Translation in Words
If you want to learn Turkish, you have to prepare for a hard piece of work: Endings make words swell into long worms, for the beginner hardly imaginable that they could bubble like a natural out of his mouth. But who gets involved, is rewarded with harmony.
Turkish is an agglutinative language. Agglutinating comes from Latin and means "glue, attach". Person, time and case are expressed by appendages to the word. Depending on what you want to say, Turkish words get longer and longer. Against agglutination, there is unfortunately no other means than: cramming, cramming, cramming.
The Turks are: Size matters. It's a pretty macho language. However, she also values aesthetics, because there is something called vocal harmony. The extensions must match the sound in the front.
Ideal language for frequent speakers with little time
An example: For a sentence like "you do not think", which consists of three words in German, suffices in Turkish one: "Düşünmüyorsunuz". No E, no A disturbs the Üs from the front. The problem is: if you do not understand the beginning of the word correctly, then the whole back part is of no use to you. The advantage is that in Turkish you can say three times as many words, if not more. It is the ideal language for those who talk a lot but have little time.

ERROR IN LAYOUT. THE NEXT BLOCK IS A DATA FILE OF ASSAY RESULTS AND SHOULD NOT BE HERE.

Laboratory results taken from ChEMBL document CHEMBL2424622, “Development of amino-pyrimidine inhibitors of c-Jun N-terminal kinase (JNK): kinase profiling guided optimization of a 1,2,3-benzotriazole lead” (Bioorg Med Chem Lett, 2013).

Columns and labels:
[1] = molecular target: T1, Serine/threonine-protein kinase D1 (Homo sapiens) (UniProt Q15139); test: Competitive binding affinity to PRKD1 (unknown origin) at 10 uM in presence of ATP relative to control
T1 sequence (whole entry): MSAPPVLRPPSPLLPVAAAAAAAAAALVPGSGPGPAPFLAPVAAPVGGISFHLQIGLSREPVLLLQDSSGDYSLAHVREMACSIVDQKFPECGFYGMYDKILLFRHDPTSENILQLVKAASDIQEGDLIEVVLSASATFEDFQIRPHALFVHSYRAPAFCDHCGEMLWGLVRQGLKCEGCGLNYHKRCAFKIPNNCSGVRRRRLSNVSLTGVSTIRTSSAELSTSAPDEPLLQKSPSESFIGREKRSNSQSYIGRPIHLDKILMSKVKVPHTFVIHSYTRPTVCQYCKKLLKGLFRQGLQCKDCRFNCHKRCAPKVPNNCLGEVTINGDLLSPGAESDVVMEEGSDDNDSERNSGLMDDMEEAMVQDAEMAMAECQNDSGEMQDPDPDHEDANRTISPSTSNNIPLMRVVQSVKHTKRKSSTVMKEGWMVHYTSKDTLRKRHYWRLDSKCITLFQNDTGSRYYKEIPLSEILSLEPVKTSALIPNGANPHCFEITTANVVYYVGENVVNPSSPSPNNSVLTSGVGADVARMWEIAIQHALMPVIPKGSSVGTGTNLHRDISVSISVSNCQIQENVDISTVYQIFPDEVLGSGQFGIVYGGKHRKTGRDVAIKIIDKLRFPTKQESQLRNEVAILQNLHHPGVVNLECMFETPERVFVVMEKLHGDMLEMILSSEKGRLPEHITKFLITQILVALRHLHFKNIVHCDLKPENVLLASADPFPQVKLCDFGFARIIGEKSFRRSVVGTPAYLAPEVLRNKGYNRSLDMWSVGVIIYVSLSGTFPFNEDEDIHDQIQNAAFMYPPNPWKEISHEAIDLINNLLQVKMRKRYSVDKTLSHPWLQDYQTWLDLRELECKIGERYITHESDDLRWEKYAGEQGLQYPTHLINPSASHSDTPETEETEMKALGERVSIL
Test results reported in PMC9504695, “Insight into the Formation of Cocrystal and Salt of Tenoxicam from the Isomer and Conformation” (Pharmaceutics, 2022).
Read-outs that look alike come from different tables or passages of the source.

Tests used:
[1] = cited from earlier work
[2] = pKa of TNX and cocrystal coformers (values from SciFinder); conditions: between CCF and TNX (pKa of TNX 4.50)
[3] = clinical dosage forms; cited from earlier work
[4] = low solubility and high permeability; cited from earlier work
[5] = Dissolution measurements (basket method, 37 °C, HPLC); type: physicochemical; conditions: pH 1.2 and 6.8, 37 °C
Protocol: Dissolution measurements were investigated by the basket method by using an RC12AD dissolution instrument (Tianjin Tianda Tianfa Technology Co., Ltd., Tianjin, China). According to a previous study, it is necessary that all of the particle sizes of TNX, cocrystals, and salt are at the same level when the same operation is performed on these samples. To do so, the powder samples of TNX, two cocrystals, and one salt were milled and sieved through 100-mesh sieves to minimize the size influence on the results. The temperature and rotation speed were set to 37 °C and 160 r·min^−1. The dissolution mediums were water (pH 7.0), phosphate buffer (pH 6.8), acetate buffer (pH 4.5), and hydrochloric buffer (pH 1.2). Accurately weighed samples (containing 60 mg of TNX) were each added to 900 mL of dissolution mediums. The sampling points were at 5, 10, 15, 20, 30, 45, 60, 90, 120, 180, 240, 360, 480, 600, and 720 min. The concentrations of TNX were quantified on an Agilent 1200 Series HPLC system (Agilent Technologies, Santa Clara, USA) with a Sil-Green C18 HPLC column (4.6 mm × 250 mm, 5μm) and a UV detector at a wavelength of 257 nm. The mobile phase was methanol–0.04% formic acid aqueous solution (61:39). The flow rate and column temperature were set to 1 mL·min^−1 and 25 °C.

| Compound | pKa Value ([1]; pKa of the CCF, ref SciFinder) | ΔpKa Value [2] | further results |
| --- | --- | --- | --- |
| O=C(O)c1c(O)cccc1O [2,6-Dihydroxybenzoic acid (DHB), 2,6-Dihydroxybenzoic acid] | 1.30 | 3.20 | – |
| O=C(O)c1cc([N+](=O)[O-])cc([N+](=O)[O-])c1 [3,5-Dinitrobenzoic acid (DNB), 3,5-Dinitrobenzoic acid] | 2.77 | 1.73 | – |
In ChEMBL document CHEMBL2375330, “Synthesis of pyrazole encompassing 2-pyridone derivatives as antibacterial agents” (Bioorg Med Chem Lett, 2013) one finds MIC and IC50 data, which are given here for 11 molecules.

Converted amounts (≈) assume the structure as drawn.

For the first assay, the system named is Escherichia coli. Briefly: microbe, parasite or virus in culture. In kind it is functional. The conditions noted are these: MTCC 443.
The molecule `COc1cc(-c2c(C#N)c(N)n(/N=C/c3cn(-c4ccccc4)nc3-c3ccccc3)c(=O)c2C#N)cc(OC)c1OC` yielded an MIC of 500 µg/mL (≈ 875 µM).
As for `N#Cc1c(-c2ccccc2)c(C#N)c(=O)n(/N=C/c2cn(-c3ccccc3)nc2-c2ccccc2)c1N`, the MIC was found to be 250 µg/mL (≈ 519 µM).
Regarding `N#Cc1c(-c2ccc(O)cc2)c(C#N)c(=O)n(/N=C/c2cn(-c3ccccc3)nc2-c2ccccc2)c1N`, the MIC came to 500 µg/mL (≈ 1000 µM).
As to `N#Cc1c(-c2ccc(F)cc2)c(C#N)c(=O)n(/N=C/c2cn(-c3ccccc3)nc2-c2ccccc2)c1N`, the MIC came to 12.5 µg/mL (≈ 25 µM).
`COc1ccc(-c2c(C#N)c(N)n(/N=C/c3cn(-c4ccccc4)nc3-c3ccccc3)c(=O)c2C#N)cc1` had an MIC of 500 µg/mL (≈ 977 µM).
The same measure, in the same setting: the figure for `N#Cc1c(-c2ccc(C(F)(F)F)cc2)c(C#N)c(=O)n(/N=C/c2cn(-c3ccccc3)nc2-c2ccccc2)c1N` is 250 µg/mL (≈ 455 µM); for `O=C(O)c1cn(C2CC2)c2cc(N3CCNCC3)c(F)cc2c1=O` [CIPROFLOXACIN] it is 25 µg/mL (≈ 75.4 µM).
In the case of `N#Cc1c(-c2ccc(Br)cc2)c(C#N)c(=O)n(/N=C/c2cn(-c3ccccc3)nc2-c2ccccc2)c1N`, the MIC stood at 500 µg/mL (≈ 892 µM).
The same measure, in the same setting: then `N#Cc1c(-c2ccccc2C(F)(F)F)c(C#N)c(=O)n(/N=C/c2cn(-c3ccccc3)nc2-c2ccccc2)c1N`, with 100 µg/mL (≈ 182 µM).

Of course, the thing has a catch: even the simplest words are quite long. For example, "yes", which is monosyllabic in most of the world's languages ("yes", "oui", "si" or even "yes"), is in Turkish double-syllable: "evet". I know only a few languages in which this is so. Finnish ("kyllä"), for example, or Burmese ("hman te").
After all, some words are somehow familiar. "Barber" is "kuaför", the "driver" is "şoför" and "sürpriz" is the "surprise". Nearly 5000 words from French are written in Turkish. Only from the Arabic there are more loanwords: about 6500.
There are very few German words that have crept into Turkish, not even a hundred, for the fact that so many people of Turkish descent live in Germany. "Şalter" ("switch"), "şinitsel" ("schnitzel"), "aysberg" ("iceberg") and of course "haymatlos" ("homeless") are among them.